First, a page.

(Sources: The New Times and The OLPC Global Center for Laptops and Learning)

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Thursday, 08 July 2010 15:45:53 (W. Europe Standard Time, UTC+01:00)  #     | 
 Thursday, 01 July 2010

The Ministry of Internal Affairs and Communications in Japan has taken the surge of ICT use in education seriously; they've enacted a policy of providing digital textbooks for all elementary and junior high school students by 2015.  Both Intel and Toshiba share this passion for enhancing education through the use of ICTs.  Toshiba operates the Digital Creator School at the Toshiba Science Museum, where students can go to improve ICT Literacy.  Intel founded the Intel Education Initiative, which is comprised of a range of programs designed to improve ICT education.  The Initiative includes programs such as the Intel Teach Program, designed to instruct teachers on ICT classroom use, and the Intel Computer Clubhouse Network, an after-school technology learning program that enables youth in underprivileged communities to procure the ICT skills and knowledge necessary to have a successful academic life.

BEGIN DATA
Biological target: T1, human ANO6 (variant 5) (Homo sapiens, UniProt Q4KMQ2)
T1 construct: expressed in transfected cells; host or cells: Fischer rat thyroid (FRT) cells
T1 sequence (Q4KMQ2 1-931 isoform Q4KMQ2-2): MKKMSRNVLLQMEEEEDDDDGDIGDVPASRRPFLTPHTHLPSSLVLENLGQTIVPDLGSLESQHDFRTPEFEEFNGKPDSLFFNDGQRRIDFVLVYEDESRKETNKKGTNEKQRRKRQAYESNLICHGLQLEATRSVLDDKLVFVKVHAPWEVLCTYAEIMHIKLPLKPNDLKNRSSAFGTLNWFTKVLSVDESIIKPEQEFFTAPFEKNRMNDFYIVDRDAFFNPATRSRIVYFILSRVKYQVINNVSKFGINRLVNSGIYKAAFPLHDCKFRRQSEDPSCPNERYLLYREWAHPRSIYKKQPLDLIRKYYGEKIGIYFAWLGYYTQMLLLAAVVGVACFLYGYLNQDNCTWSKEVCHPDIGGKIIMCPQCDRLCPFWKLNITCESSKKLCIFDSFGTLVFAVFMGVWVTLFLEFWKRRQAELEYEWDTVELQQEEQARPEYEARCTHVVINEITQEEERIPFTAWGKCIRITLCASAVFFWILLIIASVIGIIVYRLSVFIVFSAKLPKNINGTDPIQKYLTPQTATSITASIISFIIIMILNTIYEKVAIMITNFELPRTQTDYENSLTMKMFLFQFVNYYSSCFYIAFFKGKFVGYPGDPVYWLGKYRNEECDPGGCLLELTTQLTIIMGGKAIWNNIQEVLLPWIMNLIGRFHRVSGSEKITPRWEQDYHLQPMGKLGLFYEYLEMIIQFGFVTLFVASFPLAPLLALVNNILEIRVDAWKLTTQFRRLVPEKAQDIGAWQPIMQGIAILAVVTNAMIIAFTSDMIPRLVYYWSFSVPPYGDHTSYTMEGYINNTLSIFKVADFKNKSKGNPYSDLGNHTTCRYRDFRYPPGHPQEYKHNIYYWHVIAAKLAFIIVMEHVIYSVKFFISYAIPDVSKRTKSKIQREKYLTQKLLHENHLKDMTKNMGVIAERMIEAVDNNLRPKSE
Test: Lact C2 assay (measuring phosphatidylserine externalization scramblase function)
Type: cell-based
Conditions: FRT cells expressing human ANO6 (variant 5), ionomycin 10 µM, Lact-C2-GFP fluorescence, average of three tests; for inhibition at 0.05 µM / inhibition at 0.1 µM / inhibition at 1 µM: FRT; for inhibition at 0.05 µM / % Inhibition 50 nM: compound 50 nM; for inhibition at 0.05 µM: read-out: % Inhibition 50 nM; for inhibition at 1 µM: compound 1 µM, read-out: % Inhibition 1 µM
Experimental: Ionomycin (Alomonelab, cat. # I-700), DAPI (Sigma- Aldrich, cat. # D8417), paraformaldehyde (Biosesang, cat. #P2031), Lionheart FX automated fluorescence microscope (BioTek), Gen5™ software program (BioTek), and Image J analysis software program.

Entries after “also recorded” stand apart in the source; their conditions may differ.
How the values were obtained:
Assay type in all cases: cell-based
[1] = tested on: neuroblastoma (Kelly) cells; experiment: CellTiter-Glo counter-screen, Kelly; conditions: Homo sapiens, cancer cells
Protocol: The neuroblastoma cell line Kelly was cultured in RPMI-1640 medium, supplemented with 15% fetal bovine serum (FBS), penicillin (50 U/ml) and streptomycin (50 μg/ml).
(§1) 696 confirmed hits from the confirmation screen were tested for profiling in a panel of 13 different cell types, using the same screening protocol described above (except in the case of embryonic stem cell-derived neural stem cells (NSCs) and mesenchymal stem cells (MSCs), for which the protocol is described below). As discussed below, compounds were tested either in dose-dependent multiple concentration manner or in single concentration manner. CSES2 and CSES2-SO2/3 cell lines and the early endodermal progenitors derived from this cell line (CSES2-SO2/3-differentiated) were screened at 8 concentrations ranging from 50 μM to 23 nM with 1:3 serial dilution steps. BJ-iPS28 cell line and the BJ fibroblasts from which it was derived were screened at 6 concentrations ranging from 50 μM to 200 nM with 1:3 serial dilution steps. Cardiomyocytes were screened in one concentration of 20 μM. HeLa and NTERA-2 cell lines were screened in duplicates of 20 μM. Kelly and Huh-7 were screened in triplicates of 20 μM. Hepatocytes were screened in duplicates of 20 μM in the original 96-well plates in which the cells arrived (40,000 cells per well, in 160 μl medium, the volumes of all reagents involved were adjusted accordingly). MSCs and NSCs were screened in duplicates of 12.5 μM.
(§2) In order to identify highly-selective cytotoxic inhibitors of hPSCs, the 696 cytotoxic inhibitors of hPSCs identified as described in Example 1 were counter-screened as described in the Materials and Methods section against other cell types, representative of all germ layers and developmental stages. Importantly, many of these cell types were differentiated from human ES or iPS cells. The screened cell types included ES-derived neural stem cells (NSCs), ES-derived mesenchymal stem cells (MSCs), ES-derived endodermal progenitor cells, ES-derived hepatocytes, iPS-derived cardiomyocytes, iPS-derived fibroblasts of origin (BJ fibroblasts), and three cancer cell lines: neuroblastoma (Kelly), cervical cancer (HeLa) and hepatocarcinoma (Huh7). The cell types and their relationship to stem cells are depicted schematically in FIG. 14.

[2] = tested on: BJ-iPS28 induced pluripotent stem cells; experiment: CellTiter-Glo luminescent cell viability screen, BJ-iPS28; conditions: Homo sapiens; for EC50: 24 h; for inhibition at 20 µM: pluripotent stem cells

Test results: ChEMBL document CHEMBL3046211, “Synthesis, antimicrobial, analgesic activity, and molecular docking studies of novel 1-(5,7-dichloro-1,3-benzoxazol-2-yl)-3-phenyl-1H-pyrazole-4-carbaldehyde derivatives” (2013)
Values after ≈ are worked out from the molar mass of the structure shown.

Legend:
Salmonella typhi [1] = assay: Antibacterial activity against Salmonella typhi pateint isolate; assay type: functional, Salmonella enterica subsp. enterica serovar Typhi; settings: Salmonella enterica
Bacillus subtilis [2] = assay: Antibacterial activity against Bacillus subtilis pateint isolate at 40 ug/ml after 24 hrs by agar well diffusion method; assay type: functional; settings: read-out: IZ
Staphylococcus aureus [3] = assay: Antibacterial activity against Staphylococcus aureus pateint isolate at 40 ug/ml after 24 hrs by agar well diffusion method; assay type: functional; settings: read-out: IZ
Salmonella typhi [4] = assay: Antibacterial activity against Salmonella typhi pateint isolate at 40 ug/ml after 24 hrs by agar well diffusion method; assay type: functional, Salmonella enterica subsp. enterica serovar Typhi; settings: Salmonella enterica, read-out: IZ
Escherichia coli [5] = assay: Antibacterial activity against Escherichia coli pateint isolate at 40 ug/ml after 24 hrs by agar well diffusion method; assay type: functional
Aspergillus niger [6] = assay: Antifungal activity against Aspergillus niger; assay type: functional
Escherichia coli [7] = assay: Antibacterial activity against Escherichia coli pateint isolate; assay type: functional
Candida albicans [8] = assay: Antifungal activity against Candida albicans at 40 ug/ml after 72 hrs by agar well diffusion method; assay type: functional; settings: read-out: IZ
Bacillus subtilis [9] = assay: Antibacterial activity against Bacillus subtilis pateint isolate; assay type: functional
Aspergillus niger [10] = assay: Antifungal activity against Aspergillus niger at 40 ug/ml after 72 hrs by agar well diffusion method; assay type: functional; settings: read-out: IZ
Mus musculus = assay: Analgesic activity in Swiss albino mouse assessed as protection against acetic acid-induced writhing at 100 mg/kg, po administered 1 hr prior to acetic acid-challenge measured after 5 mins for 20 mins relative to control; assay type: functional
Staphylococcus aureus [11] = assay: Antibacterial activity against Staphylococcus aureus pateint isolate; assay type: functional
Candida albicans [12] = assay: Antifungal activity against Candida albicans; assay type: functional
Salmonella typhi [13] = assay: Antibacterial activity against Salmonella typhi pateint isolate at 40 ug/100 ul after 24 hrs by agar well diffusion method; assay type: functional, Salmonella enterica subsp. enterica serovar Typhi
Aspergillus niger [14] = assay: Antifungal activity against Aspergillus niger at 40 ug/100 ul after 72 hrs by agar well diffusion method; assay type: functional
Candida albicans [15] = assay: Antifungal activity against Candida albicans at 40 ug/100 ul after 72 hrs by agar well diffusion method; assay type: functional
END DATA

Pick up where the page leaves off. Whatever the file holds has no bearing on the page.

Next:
Earlier today, Toshiba and Intel announced the release of a new tablet PC known as the CM1 which has been specifically designed for primary education use.  Student-friendly features of this tablet include a monitor that rotates a full 180-degrees and has an advanced touch screen that allows for writing programs so that, among other things, elementary students can practice penmanship.  Additionally, to encourage collaboratoin in the classroom, the CM1 is capable of wirelessly connecting with electronic white boards and projectors.  Developers of the CM1 even included a handle so that students can easily carry it around school.  The CM1 will be released in August.  Both corporations have already outlined plans for using the CM1 in their ICT education programs, hoping to jumpstart the use and effectiveness of the CM1 in Japanese primary education.